AND the rest of the World starts to say ‘SFW. Europe? USA? We have computers, we have commodities, we have capital, we can create nebulous wealth too, and while we are about it, since when have one of your conventional armies, in the past 60 years actually won a war which imposed a permanent political solution?’
    Thus on a world stage where billions of folk can now mobilise and communicate and have a lot of issues with the ‘White Man’s’ influence of the past is this USA/European business actually going to have transaction? Is it time for the USA to note the way Europe declined and wonder if some tidying up of Her own backyard and retrenching is essential. To stop trying to impose, only assist and quietly influence, if the USA wants to stay on the stage. Otherwise Western Europe/USA… The World says…. So What?.
    PS: Russia should take note; Russia is not immune. If Russia and Putin think they can really keep all that mix of Eastern Europe under control like they did in the Cold War times…….good luck with that, Russia tried to play the nationalist card to Russia’s advantage….once nationalism is out of the bottle, it does not go back easily…..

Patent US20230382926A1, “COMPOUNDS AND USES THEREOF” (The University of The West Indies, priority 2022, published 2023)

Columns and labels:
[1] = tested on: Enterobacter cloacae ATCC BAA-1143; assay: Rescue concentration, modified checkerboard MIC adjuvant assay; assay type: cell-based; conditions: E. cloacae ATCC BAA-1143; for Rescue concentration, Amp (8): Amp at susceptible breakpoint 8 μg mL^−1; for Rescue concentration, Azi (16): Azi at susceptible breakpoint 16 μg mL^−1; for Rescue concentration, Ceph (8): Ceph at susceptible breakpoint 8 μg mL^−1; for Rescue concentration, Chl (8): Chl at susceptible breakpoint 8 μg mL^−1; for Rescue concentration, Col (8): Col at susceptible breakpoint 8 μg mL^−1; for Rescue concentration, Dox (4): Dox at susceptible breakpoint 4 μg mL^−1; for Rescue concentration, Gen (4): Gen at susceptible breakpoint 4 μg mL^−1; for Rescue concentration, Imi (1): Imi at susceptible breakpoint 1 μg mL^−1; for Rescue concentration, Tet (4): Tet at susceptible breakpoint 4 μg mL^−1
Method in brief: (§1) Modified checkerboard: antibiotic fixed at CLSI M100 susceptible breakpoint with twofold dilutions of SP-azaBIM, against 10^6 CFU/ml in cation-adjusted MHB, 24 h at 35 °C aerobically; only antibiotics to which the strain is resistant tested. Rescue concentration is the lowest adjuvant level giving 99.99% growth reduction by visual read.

The old orders changeth; Long History is warning.

    Oh yeh….President Trump, I forgot to mention him in all this…… not really that important in this topic, just another piece of the flotsam.

    Liked by 1 person

    • Why did you become an accountant? You, my friend, should have been a political analyst, an historian, a diplomat, a professor of history, a professor of … almost anything! And like myself, you decided to count beans because it was a steady and reasonably well-paying career.